Have you used a stand-along eRx system? Any advice? Email me.


Mr. H, Lorre, Jennifer, Dr. Jayne, Dr. Gregg, Lt. Dan, Dr. Travis.

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Currently there are "7 comments" on this Article:

  1. No inside insight into a Cerner/Siemens deal, but I see three big advantages for Cerner in a potential acquisition. 1) Acquisition of client base. Likely would encourage a move to Cerner. 2) Siemens medical device business. 3) Talent acquisition. In particular, the revenue cycle knowledge base would be very beneficial in the advancement of their new financials system.

    Real question is will these provide a big enough benefit to actual make the challenges of supporting Siemens systems and headaches of merging two very big, very different companies? Additionally, you could see some bleeding of clients and employees leading up to any sale, so Cerner may be able to get some of the benefits without spending the money.

  2. RE: A GAO report concludes that Healthcare.gov has cost taxpayers $840 million so far and warns that continued CMS mismanagement, including sloppy contracting practices and poor oversight…

    Glad that we have CMS leading the way with ONC.

    They have terms for this in the military and it’s tragic that the DoD or the VA in any way take advice from ONC.

    CMS and ONC are screwing up healthcare IT in as spectacular a manner as CMS did healthcare.gov.

    And, who would have guessed that an Accenture government contract wouldn’t have quadrupled in the first year?

  3. Re: Encore Health Resources CEO Dana Sellers discusses the company’s acquisition by a Fortune 500 company.
    Does it ever go well for a mid-size healthcare IT firm that is purchased by a Fortune 500 company? Maybe we should ask the folks who used to work for FCG, Vitalize, maxIT, Healthlink, etc.

  4. Thank you, Quiet One, for a more realistic description of the nightmare that is Siemens. I can only guess that Chester has never actually attempted to use or maintain a Siemens HIT product. The best case scenario (the one that I’m desperately hoping for) would be for Cerner to take over and move everyone onto their platform. It’s the only humane thing to do.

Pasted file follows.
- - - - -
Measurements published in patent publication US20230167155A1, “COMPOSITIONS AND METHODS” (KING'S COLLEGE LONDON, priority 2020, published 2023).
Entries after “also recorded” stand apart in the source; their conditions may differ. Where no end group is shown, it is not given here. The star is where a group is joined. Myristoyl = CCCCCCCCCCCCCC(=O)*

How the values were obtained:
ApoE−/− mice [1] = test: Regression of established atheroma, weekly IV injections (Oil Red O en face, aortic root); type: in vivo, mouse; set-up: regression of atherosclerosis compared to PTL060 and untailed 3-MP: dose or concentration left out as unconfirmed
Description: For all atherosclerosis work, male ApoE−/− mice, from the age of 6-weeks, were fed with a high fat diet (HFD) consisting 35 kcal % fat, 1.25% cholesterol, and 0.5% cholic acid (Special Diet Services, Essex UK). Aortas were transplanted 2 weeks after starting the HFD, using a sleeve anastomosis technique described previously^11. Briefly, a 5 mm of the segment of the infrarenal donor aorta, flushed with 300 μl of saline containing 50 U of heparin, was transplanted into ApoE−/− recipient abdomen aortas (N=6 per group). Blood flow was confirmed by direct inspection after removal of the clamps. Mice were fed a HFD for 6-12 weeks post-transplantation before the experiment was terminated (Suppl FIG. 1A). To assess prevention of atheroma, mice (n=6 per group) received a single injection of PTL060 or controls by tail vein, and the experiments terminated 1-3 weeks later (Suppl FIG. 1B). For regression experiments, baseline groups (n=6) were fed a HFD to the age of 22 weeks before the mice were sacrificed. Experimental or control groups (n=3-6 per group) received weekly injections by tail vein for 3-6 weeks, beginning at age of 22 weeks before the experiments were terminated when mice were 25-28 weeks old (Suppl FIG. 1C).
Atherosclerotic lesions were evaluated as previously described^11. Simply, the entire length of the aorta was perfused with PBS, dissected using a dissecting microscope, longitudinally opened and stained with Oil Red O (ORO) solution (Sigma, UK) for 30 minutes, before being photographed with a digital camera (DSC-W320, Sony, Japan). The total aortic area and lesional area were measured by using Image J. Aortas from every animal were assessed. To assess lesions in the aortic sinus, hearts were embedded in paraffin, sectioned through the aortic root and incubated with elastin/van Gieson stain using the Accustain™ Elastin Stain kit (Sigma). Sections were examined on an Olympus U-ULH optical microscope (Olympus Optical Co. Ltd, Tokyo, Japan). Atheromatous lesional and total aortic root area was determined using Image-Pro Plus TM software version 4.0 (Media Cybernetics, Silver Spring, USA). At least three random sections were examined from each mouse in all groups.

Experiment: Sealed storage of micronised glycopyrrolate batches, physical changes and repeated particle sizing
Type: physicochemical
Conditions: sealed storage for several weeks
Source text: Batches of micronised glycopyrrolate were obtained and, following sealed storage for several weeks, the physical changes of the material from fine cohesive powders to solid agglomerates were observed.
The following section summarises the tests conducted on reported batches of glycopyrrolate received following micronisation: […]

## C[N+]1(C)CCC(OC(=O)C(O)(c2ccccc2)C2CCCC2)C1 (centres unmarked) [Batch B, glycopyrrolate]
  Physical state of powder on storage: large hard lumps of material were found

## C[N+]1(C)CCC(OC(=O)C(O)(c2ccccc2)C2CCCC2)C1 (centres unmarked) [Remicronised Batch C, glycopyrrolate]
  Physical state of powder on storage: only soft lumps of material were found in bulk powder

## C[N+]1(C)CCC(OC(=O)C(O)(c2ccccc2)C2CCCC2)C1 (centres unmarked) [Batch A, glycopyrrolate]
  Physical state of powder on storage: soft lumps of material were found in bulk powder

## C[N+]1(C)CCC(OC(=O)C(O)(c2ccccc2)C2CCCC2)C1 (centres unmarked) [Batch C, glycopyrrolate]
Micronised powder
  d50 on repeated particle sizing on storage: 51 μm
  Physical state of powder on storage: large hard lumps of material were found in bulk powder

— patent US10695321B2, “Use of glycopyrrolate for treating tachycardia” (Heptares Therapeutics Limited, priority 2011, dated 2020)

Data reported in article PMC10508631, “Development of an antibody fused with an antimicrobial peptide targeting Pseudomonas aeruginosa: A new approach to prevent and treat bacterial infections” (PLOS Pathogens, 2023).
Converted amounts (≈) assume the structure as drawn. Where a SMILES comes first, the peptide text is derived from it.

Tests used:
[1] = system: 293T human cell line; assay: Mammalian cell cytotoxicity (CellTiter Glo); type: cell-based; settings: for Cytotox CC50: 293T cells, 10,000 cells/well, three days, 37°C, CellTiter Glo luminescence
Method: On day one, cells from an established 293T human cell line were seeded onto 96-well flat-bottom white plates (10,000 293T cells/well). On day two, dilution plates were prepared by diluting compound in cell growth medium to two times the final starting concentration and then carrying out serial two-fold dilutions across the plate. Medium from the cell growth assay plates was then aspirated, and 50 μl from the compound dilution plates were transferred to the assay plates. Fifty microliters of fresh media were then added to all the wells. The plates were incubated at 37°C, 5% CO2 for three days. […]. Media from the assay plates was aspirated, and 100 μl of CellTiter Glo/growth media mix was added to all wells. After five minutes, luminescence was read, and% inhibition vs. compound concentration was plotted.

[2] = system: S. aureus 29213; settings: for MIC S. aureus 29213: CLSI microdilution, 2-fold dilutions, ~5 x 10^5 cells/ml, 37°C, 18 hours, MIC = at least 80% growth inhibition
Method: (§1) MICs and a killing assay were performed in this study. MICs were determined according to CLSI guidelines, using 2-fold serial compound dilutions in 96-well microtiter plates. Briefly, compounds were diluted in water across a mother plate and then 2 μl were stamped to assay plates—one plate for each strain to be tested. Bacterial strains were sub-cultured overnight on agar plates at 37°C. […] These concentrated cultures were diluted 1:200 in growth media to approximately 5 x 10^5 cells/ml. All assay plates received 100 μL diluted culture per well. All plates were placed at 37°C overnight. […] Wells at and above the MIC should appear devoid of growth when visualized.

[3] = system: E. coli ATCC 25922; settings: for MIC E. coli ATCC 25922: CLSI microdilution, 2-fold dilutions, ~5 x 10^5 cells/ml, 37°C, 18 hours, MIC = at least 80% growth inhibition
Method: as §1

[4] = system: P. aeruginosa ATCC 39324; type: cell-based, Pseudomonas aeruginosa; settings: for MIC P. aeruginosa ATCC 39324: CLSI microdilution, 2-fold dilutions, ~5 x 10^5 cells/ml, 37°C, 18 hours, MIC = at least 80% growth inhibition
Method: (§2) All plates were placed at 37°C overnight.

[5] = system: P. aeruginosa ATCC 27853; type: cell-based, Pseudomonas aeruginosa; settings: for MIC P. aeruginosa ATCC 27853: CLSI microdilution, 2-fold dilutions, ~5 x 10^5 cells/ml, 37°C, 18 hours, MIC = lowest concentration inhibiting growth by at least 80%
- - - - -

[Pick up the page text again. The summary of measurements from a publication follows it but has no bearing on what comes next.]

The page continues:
5. McKesson and Cerner will be trying to commercialize Common Well and will hold information exchange hostage to their products.

    Force them to be open and support direct exchange EHR to EHR like Epic and the other members of HealtheWay.

  6. Mr. H – would be cool to get a joint interview with Cerner and McKesson to disclose their plans to “commercialize” CommonWell.

    From your post:
    John Hammergren is pleased with RelayHealth’s growth.

    He talked up CommonWell, which he says will be expanded and commercialized after the pilots are completed. He didn’t say what “commercialized” means.

    My guess is that they’re going to sell data in a big way and if they get established, sign other vendors up to get some additional cash by cutting them in for a percent if they wire their EMRs to CommonWell.

    Deborah Peel’s going to have fun with this!

  7. Oh, also, when is Cerner going to swear off it’s closed and proprietary ways? They have a proprietary and expensive database (which they should swap out for MySQL) and a ridiculously custom programming language (CCL = Cerner Command Language).

    Didn’t writing your own programming language go out of fad a while back?